Ecological Revitalization Planned for Baltimore’s Waterfront

Bridge-and-Shell
Hannover Street Bridge will be turned into park space / West 8

A team led by West 8 was announced as the winner of the Baltimore Middle Branch Waterfront Revitalization competition. The core team, which includes Baltimore-based landscape architecture firm Mahan Rykiel Associates, Inc. and infrastructure engineering firm Moffatt & Nichol, will develop a climate-resilient, ecological plan to connect Baltimore’s southern waterfront neighborhoods through a series of new parks and trails while restoring wetlands in the Middle Branch Patapsco River. The West 8 team was ultimately selected by Mayor Bernard C. Jack Young after he received comments from the public and an esteemed jury of local stakeholders and nationally-recognized landscape architects.

The design re-imagines 11 miles of Baltimore’s Middle Patapsco River waterfront as an ecological cove populated with piers, boardwalks, and parks. The team will create new marshlands by “squeezing” the water channel under the Hannover Street Bridge and subsequently using the dredged material to build ecological habitats. Newly created marshland will help to buffer the cove from storm surges and clean the water.

Wider-diagrams.jpg
Dredge material placement strategy / West 8

A new island in the Patapsco River, named Riverbed Island, and peninsula on the south edge of the river, named Patapsco Park, will be constructed as the support points for a new bridge predominantly for vehicles that will replace the Hannover Street Bridge, which will be turned into a pedestrian-friendly linear park. The new island’s location was selected to maximize existing sedimentation flows in the river and will rely on naturally shallow areas to begin establishing wetlands off of the island.

Site-Plan
Site plan showing new island and bridge across the Patapsco River / West 8

The team proposes using geotube mud socks, a geotextile used to set dredge material, to help initiate the wetlands. Slurried dredge material will be pumped into the geotextiles, which retain the sediment but let water flow outward. In their competition presentation, the team describes the technique as “a simple, inexpensive way to protect and improve water quality through local plant communities while structurally stabilizing banks and shorelines to prevent erosion and slumping.”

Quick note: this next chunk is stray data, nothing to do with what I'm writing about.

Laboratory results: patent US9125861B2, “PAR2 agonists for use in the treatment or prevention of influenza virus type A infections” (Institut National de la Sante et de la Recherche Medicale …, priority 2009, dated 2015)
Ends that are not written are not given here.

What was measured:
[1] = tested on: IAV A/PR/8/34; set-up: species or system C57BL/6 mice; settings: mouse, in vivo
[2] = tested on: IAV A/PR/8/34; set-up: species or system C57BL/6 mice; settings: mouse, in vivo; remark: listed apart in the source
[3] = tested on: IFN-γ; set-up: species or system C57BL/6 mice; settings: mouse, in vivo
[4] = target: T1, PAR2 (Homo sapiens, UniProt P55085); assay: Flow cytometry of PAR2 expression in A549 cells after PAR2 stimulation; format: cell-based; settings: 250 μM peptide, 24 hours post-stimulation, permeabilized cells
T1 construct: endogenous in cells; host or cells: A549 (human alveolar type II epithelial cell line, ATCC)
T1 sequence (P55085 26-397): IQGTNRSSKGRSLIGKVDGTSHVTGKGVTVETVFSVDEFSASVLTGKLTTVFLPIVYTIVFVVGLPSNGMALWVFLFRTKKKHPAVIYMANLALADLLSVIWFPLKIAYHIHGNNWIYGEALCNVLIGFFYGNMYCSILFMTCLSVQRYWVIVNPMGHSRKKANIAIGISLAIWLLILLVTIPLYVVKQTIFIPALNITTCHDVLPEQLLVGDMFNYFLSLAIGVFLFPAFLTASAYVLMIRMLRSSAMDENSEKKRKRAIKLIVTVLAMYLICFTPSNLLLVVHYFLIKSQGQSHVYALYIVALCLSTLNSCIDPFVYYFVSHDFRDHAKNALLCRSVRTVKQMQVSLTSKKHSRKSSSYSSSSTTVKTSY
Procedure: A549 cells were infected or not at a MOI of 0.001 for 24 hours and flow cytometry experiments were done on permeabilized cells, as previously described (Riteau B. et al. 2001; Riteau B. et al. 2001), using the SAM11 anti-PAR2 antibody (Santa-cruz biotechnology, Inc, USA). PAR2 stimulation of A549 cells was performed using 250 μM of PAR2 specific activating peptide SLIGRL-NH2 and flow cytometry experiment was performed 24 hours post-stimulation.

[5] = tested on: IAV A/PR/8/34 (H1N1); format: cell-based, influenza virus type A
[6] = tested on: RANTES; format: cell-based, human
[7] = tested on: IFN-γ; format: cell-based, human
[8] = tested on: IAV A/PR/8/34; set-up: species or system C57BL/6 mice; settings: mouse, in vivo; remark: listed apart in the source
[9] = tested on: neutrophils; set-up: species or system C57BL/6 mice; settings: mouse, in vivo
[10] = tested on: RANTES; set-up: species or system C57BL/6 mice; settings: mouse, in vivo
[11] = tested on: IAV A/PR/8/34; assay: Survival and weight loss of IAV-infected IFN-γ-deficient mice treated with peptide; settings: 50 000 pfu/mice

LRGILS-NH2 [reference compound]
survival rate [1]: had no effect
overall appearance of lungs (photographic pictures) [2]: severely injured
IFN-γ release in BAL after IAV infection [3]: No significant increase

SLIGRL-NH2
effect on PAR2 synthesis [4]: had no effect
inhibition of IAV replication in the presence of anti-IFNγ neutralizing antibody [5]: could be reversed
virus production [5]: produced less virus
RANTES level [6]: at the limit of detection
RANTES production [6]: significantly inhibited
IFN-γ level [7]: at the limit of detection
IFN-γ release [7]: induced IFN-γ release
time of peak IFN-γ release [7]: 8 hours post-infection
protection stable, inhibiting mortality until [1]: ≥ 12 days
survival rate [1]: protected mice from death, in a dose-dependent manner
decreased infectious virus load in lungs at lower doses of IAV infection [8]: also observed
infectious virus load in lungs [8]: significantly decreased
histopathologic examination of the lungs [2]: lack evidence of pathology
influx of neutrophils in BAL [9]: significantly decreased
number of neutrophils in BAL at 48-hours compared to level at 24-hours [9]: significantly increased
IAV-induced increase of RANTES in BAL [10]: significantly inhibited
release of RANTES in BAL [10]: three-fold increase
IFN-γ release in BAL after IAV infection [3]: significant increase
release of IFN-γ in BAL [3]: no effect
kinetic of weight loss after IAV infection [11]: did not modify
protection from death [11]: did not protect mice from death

Once established, slurried dredge will be used to fill in the rest of the wetland ecosystem back to the shoreline. The initial geotubes mark the boundaries of the wetland, allowing the team to shape the inlets and form of the wetlands.

Geotube mud sock after installation / West 8

While significant dredge and infrastructural work is necessary to develop the wetlands and reroute vehicle traffic, much of the work to redefine the “blue green heart of Baltimore,” as the team refers to it, is being done along the water’s edge.

The waterfront parks will span 11 miles of shorelines around the inlet of the Middle Branch Patapsco River. Pavilions, boathouses, a bandshell, a lookout over the marshland, and a repurposed swing bridge act as “cultural pearls” scattered along the waterfront. These design elements are a mix of revitalized structures and infrastructure and new amenities. For the design team, “the pearls celebrate and symbolize a time that once had and now again will represent optimism, innovation and progress.”

Among the new “cultural pearls” is the Lookout Loop, a circular ramp that brings visitors above the water’s surface, providing views of the Hannover Bridge in the distance. The Lookout Loop branches off from a boardwalk path that cuts through the newly created wetlands.

Lookout-Loop
Lookout Loop extending over Middle Branch Patapsco River

The Newland Band Shell will be an open air concert venue, located near the Hannover Street Bridge. A sloping hill will offer seating to see live music and performances.

Newland Band Shell / West 8

The Hannover Street Bridge, which connects the industrial area of South Baltimore to Cherry Hill neighborhood, will be converted from a 5-lane road into a park space, completing the loop of parks. Bays of trees, flower plantings, and vine trellises fill the top surface of the bridge, while a new boat dock and seating area will be created under the drawbridge. The dock gives people kayaking a place to stop and rest while out on the water.

Hannover-Bridge
Hannover Street Bridge with new trees / West 8

The city has not released a timeline or budget for the project’s development. Explore the design and updates.

One thought on “Ecological Revitalization Planned for Baltimore’s Waterfront

  1. R. Gus Drum 08/08/2019 / 9:17 pm

    Interesting design ideas for a waterfront. However what puzzles me about the entire development plan for this area and other waterfront designs promoted by our profession is that while ASLA as an organization is jumping through hoops to promote climate change and its evils, designs such as this one that seem to ignore the threat of sea level rise on waterfront development is baffling to me.
    Three to six feet of sea level rise as forecasted by noted scientists would be disastrous for most waterfront designs. Building islands to combat storm surge itself may be a waste of money; barrier islands didn’t protect the Mississippi coast from Katrina. Islands can protect shorelines from waves traveling on the surface of a storm surge and for that purpose are a good design element. Maintenance of those islands will be a large expense in the future. I hope they are successful.

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